Property dialog for Jupyter notebook app
Property dialog for Jupyter notebook app

Now you need to replace the “%USERPROFILE%” part with the exact location of your desired directory.

Changed target folder
Changed target folder

In the above image you can see that I have replaced the “%USERPROFILE%” with the data science folder which contains all of my data science projects. Now just click Apply and then OK. Now to open jupyter notebook click the shortcut and jupyter will open with your mentioned directory as the start folder as in the below image.

jupyter notebook with the data science folder as the start folder
jupyter notebook with the data science folder as the start folder

So, the problem is solved. You can use this trick and create multiple shortcuts with different folders as the start folder of jupyter notebook.

Python functions for data science: a quick brush up

Python functions

This article contains a brief discussion on python functions. In any programming language, be it Python, R, Scala or anything else, functions play a very important role. Data science projects require some repetitive tasks to perform every time to filter the raw data and while data preprocessing. In this case, functions are the best friend of a data scientist. They save them from doing the same task every time by simply calling the relevant function.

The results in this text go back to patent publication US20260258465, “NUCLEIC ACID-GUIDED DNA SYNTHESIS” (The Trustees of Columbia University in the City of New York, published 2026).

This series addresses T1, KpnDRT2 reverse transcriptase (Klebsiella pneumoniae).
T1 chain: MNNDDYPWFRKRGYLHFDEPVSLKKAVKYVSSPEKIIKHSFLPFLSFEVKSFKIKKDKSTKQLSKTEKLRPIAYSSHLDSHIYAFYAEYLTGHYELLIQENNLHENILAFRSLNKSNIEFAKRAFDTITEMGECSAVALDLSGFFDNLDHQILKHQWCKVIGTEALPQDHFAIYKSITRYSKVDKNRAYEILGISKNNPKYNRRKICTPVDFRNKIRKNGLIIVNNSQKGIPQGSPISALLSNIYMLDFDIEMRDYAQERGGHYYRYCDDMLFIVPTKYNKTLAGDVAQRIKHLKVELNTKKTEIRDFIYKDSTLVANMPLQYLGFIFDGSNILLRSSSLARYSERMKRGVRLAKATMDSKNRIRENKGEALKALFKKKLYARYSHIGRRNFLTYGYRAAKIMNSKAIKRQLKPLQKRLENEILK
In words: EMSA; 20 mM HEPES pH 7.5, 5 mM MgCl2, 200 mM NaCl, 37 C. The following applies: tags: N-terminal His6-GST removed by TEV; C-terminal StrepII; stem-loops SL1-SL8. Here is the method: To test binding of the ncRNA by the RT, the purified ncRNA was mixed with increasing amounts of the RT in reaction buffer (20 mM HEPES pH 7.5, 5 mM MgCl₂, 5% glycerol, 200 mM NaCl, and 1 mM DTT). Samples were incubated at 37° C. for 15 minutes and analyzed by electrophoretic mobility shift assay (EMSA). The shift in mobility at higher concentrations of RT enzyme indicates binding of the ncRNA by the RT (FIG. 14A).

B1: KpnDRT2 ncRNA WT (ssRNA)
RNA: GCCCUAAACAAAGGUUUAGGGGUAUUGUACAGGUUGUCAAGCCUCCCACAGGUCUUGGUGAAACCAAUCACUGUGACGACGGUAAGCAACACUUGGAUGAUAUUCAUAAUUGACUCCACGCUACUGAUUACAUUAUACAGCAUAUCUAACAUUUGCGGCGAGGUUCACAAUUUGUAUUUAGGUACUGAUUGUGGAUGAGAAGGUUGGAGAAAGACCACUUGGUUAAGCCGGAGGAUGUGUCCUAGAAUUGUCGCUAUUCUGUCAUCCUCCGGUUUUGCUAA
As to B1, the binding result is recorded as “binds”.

Functions, both inbuilt and user-defined are a very basic yet critical component in any programming language and python is no exception. And here is a brief idea about them, so that you can start using the benefit they provide.

Why use Python for data science? Python is the most favourite language among data enthusiasts. One of the reason is Python is very easy to understand and code with compare to any other language.

Besides, there are lots of libraries from third parties which make data science tasks a lot easier. Libraries like Pandas, NumPy, Scikit-Learn, Matplotlib, seaborn all contain numerous modules catering almost all kind of function you wish to perform in data science. Libraries like Tensorflow, Keras are specially designed for deep learning applications.

Please read these articles about the use of Python in Machine Learning and Deep Learning to know more about the use of Python in data science.

If you are a beginner or you have some basic ideas about coding in other programming languages, this article will help you get into python functions as well as creating a new one. I will discuss here some important Python functions, writing your own functions for repetitive tasks, handling Pandas data structure with easy examples.

Like other objects of python like integer, string and other data types function are also considered as the first-class citizen in python. They can be dynamically created, destroyed, defined in other functions, passed as arguments in other functions, returned as values etc.

Particularly if we consider the field of data science, we need to perform several mathematical operations and pass on calculated values further. So, the role of python functions is very crucial in data science to perform any particular repetitive calculation, as nested function, to be used as argument of another function etc.